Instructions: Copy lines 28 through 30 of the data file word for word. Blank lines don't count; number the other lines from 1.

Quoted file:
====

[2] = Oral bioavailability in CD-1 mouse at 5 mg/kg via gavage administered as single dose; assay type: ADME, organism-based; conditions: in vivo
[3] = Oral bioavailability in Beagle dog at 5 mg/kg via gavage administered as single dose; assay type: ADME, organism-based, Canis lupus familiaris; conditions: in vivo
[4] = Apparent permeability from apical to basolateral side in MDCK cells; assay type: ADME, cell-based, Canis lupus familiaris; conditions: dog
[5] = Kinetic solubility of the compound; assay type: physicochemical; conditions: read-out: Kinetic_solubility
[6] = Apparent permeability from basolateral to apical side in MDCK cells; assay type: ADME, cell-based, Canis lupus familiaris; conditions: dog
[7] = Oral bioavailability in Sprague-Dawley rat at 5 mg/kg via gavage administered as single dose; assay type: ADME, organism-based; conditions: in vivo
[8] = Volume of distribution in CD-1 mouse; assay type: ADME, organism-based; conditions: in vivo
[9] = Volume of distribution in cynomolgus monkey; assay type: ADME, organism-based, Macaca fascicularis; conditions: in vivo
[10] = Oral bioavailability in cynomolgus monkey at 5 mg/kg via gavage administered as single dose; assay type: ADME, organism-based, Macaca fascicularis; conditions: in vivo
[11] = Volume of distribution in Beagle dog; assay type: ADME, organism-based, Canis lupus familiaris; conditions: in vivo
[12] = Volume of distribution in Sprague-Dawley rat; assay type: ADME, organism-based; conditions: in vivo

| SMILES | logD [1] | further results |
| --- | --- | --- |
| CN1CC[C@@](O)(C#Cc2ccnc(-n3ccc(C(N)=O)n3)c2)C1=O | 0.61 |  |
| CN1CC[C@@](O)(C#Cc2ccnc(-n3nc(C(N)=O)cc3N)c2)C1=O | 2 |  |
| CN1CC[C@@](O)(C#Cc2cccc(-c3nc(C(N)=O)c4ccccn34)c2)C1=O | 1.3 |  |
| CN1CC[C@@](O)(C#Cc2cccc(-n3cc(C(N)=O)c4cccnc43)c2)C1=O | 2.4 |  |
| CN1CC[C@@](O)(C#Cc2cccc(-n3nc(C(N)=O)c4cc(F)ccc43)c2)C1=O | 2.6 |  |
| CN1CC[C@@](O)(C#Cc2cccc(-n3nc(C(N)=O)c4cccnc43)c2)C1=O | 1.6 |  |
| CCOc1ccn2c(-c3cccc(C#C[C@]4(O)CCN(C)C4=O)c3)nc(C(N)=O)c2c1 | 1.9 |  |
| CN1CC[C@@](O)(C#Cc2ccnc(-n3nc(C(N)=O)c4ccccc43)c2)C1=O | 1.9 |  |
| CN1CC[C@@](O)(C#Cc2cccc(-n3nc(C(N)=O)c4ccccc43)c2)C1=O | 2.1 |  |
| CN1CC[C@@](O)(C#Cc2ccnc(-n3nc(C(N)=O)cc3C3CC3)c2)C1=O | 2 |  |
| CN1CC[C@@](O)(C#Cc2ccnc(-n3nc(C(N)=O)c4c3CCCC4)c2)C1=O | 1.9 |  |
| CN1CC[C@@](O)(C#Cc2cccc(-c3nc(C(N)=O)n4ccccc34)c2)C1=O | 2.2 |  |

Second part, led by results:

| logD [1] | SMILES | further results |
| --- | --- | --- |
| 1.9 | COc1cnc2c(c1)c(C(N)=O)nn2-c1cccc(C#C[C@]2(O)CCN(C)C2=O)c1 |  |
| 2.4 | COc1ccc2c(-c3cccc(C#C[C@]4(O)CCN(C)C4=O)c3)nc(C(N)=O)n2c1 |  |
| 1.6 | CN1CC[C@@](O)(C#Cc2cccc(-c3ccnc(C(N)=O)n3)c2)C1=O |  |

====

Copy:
| --- | --- | --- |
| 1.9 | COc1cnc2c(c1)c(C(N)=O)nn2-c1cccc(C#C[C@]2(O)CCN(C)C2=O)c1 |  |
| 2.4 | COc1ccc2c(-c3cccc(C#C[C@]4(O)CCN(C)C4=O)c3)nc(C(N)=O)n2c1 |  |